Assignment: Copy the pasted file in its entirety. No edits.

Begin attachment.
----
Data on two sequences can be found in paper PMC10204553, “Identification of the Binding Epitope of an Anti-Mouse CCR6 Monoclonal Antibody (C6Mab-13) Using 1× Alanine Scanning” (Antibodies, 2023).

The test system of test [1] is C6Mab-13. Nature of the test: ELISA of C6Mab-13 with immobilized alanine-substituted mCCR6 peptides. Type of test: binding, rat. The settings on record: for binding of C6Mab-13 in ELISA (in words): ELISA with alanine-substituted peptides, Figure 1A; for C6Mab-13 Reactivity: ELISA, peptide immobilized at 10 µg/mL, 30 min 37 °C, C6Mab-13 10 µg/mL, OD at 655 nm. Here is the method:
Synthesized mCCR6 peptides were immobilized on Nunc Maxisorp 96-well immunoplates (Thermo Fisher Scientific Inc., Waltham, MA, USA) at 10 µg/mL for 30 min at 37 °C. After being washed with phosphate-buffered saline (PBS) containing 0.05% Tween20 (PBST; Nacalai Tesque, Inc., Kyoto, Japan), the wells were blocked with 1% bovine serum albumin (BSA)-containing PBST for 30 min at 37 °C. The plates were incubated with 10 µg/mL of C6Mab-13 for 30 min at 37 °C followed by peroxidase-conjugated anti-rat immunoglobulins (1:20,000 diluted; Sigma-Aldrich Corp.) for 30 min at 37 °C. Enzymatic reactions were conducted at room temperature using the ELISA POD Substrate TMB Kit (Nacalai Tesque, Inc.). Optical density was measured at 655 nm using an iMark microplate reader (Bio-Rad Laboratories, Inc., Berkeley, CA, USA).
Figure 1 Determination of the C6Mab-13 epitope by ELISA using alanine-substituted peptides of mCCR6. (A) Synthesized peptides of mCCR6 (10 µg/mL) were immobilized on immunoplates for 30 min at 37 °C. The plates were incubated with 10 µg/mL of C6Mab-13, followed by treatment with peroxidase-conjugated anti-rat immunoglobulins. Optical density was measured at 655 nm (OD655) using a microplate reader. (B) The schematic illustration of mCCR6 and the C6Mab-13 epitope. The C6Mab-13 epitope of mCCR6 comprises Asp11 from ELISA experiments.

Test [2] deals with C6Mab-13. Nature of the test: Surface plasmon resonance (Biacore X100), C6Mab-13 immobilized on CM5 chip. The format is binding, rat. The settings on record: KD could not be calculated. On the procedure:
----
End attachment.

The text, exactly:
Data on two sequences can be found in paper PMC10204553, “Identification of the Binding Epitope of an Anti-Mouse CCR6 Monoclonal Antibody (C6Mab-13) Using 1× Alanine Scanning” (Antibodies, 2023).

The test system of test [1] is C6Mab-13. Nature of the test: ELISA of C6Mab-13 with immobilized alanine-substituted mCCR6 peptides. Type of test: binding, rat. The settings on record: for binding of C6Mab-13 in ELISA (in words): ELISA with alanine-substituted peptides, Figure 1A; for C6Mab-13 Reactivity: ELISA, peptide immobilized at 10 µg/mL, 30 min 37 °C, C6Mab-13 10 µg/mL, OD at 655 nm. Here is the method:
Synthesized mCCR6 peptides were immobilized on Nunc Maxisorp 96-well immunoplates (Thermo Fisher Scientific Inc., Waltham, MA, USA) at 10 µg/mL for 30 min at 37 °C. After being washed with phosphate-buffered saline (PBS) containing 0.05% Tween20 (PBST; Nacalai Tesque, Inc., Kyoto, Japan), the wells were blocked with 1% bovine serum albumin (BSA)-containing PBST for 30 min at 37 °C. The plates were incubated with 10 µg/mL of C6Mab-13 for 30 min at 37 °C followed by peroxidase-conjugated anti-rat immunoglobulins (1:20,000 diluted; Sigma-Aldrich Corp.) for 30 min at 37 °C. Enzymatic reactions were conducted at room temperature using the ELISA POD Substrate TMB Kit (Nacalai Tesque, Inc.). Optical density was measured at 655 nm using an iMark microplate reader (Bio-Rad Laboratories, Inc., Berkeley, CA, USA).
Figure 1 Determination of the C6Mab-13 epitope by ELISA using alanine-substituted peptides of mCCR6. (A) Synthesized peptides of mCCR6 (10 µg/mL) were immobilized on immunoplates for 30 min at 37 °C. The plates were incubated with 10 µg/mL of C6Mab-13, followed by treatment with peroxidase-conjugated anti-rat immunoglobulins. Optical density was measured at 655 nm (OD655) using a microplate reader. (B) The schematic illustration of mCCR6 and the C6Mab-13 epitope. The C6Mab-13 epitope of mCCR6 comprises Asp11 from ELISA experiments.

Test [2] deals with C6Mab-13. Nature of the test: Surface plasmon resonance (Biacore X100), C6Mab-13 immobilized on CM5 chip. The format is binding, rat. The settings on record: KD could not be calculated. On the procedure: